Plants and Animals Move as Climate Warms

Tornado Science, Facts and History

Climate change has shifted the boundaries of plant and animal habitats, with some birds in the United States extending their boundaries northward and trees moving farther up mountains, new studies show. Between 2000 and 2005, New York state's Department of Environmental Conservation had thousands of volunteers all over the state observe and report the birds they could identify, creating a Breeding Bird Atlas of the various species' breeding ranges. Researchers at the State University of New York (SUNY) compared this atlas to another one conducted between 1980 and 1985 for 83 species of birds that traditionally have bred in New York and found that many had extended their range boundaries northward, some by as many as 40 miles (64 kilometers). "But the real signal came out with some of the northerly species that are more common in Canada and the northern part of the U.S.," said Benjamin Zuckerberg, a Ph.D. student at SUNY. "Their southern range boundaries are actually moving northward as well, at a much faster clip." Some of the species making this southern boundary shift are the Nashville warbler, a little bird with a yellow belly; the pine siskin, a common finch that resembles a sparrow; and the red-bellied woodpecker, considered the most common woodpecker in the Southeast. The shifts, announced today, are occurring in a relatively short amount of time, the researchers also pointed out, happening in a matter of decades. These changes are also consistent with the predictions of regional warming, they added. Warming is also forcing some mountain plant species to adapt by moving to higher altitudes as it kills them in their traditional ranges. In Southern California, for example, warming temperatures and longer dry spells have killed thousands of tree and plants, while pushing their habitats an average of 213 feet up the Santa Rosa Mountains over the past 30 years, according to a new study detailed in the Aug. 11 issue of the journal Proceedings of the National Academy of Sciences. Previous studies have also catalogued the ways that climate change is knocking the nature out of whack: birds are migrating earlier in the season; reptiles and amphibians are also heading for the hills to reach cooler climes; and the timing of plant blooms is shifting as the Earth heats up.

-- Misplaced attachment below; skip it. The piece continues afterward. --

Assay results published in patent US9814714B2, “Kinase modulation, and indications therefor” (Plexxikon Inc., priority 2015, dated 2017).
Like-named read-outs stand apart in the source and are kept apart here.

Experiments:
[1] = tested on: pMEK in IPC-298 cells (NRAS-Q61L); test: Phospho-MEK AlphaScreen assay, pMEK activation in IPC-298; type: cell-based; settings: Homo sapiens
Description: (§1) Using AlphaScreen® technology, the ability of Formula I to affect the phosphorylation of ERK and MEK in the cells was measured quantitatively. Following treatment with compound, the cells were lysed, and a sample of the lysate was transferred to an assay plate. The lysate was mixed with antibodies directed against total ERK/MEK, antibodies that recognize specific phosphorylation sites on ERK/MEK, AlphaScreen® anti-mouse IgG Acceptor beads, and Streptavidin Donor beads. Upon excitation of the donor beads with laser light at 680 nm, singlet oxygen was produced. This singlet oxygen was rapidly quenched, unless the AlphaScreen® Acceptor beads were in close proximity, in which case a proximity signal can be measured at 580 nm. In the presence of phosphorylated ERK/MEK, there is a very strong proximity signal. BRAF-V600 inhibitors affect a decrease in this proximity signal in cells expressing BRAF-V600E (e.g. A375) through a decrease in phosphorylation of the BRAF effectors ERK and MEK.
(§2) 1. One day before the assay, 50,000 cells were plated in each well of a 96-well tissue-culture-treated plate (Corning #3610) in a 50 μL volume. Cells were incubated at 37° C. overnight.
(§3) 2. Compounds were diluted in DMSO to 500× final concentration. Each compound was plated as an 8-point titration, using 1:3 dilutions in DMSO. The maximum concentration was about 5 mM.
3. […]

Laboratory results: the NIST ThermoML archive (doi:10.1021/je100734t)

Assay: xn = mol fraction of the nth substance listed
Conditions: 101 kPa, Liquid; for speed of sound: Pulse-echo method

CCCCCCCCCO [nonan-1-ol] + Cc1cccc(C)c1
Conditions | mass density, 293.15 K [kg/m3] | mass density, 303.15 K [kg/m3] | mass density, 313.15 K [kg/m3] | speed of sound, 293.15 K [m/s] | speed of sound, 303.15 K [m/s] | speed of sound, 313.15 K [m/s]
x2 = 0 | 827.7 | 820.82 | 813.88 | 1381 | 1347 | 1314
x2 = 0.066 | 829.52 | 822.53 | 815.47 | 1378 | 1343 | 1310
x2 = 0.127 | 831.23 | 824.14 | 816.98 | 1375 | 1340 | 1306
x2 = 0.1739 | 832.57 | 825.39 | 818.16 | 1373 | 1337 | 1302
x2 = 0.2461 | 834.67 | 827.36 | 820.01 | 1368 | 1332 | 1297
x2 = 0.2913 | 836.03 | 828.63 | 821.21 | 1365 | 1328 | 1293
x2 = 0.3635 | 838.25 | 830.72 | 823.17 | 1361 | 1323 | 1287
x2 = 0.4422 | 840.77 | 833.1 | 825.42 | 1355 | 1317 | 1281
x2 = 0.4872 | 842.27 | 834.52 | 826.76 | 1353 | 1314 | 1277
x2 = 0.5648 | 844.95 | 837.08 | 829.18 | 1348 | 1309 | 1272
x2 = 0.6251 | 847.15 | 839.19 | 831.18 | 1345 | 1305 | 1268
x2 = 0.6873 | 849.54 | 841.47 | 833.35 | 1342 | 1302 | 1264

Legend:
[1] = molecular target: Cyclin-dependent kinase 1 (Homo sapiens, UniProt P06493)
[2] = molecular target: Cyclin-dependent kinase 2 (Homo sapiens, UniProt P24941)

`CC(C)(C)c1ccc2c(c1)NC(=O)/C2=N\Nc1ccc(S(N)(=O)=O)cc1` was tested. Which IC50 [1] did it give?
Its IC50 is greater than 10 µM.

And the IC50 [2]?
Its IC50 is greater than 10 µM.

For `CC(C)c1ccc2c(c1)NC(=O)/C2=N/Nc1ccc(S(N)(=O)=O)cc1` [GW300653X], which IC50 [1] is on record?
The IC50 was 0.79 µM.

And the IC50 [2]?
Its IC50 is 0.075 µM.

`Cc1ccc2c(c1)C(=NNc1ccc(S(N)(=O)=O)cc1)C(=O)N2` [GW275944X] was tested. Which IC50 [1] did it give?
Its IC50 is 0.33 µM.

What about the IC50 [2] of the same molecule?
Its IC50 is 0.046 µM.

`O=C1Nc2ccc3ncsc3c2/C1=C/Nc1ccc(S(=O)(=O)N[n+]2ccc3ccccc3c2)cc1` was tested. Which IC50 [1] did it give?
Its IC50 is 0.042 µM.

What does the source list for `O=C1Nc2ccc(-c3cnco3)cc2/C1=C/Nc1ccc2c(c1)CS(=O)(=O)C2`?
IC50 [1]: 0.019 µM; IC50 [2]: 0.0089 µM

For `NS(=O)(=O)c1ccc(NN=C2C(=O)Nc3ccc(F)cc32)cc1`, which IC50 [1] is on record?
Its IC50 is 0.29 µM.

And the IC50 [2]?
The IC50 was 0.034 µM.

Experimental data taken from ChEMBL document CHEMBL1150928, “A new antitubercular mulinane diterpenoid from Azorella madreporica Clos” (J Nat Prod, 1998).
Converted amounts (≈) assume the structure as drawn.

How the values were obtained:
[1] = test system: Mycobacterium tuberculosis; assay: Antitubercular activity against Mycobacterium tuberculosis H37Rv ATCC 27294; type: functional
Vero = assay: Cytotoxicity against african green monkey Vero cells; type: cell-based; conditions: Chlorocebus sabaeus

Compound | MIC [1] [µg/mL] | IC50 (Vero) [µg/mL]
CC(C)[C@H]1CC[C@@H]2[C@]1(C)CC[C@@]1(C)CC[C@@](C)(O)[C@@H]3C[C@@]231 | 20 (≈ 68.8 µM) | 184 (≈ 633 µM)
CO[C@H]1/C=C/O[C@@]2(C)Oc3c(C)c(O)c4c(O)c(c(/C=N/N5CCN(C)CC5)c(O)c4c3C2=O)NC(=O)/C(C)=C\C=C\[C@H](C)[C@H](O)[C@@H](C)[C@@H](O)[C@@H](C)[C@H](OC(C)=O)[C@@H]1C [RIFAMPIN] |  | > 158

Andrea Thompson
Live Science Contributor

Andrea Thompson is an associate editor at Scientific American, where she covers sustainability, energy and the environment. Prior to that, she was a senior writer covering climate science at Climate Central and a reporter and editor at Live Science, where she primarily covered Earth science and the environment. She holds a graduate degree in science health and environmental reporting from New York University, as well as a bachelor of science and and masters of science in atmospheric chemistry from the Georgia Institute of Technology.